Events > Retinal implants
Prof. Dr. Michael A. Webster; University Nevada, Reno
How the visual system encodes information about faces remains very poorly understood. In this talk I will consider some of the general coding principles that have emerged from studies of color vision, and whether these can provide insights into the mechanisms of face perception. These include principles about the ways in which spectral information is organized (e.g. norm-based coding and spectral opponency) and about what information is represented (e.g. color constancy and color categories). Studies of color vision have also been important for understanding how visual coding might be optimized through both long-term and short-term adaptations to the observer's environment, and I will explore the implications of analogous adaptations in face perception.
Prof Dr. Volker Blanz; Universität Siegen
Morphable Models of 3D Faces are a representation of natural shapes and reflectances (textures) of human faces learned from a dataset of 3D scans. In this representation, each face is a vector in a high dimensional face space, and new faces can be generated by linear combinations of examples. In computer vision, Morphable Models can be used for face recognition, for model-based reconstruction of 3D faces from single images, and for rotating faces in images. These automated systems have demonstrated the viability and the significant benefit of learning class-specific information from training examples and relying on this prior information in subsequent vision tasks. After a brief summary of recent work in computer vision, we turn to another relevant application of Morphable Models: By generating controlled stimuli for experiments, Morphable Models provide a unique tool to explore biological vision. Faces can be morphed continuously, attributes such as gender or attractiveness can be learned from examples and subsequently modified in given faces, and faces can be turned into caricatures or morphed beyond the average to generate anti-faces. We present some recent psychological findings in perceptual adaptation to anti-faces across changes in head pose which suggest that the locus of adaptation is on a high-level, viewpoint-independent stage of neural processing.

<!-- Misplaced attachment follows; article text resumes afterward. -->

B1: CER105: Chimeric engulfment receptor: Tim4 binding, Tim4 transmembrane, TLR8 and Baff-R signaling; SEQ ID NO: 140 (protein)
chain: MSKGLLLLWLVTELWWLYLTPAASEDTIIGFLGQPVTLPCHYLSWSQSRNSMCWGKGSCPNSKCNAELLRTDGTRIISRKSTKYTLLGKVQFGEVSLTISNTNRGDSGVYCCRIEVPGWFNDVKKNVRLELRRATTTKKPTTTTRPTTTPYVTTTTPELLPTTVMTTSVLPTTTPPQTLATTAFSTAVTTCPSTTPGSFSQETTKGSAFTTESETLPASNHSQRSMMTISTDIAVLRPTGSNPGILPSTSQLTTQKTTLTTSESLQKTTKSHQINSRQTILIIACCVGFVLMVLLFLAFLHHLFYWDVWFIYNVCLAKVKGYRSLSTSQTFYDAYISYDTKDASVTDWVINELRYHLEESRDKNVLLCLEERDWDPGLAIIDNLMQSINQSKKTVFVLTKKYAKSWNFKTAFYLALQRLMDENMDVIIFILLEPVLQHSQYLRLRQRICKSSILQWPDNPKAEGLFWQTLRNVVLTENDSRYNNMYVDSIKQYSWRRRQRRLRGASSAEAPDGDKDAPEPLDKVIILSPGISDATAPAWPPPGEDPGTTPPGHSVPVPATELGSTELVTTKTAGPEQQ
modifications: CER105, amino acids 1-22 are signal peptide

Dr. Isabelle Bülthoff; Max-Planck-Institut für biologische Kybernetik
Humans can easily identify faces at the individual level although faces belong to a class of objects with high similarity between exemplars. Characterizing conditions for which faces are more easily recognized allows us to better understand the mechanisms underlying face recognition.
Numerous studies have shown that distinctive faces are better recognized than typical faces. Those results have implication for the mental representation of faces. In a set of experiments we tested cross-modal effects of distinctiveness. More specifically we asked whether distinctive voices can improve memory for otherwise typical faces. Our results suggest that the quality of information in one modality, i.e., audition, can affect recognition in another modality, i.e., vision; thus showing that face distinctiveness can be of multi-modal nature. Because we encounter faces of only two sexes but recognize faces of innumerable different identities, it is often implicitly assumed that sex classification is an easier task than identification. We investigated how sensitive we are to variations of identity-related features or sex-related features of highly familiar faces. The results suggest that while extracting and processing sex-related information from a face is a comparatively easy task, we do not seem to retain sex-related facial information in memory as accurately as identity-related information. These results have implications for models of face representation and face processing.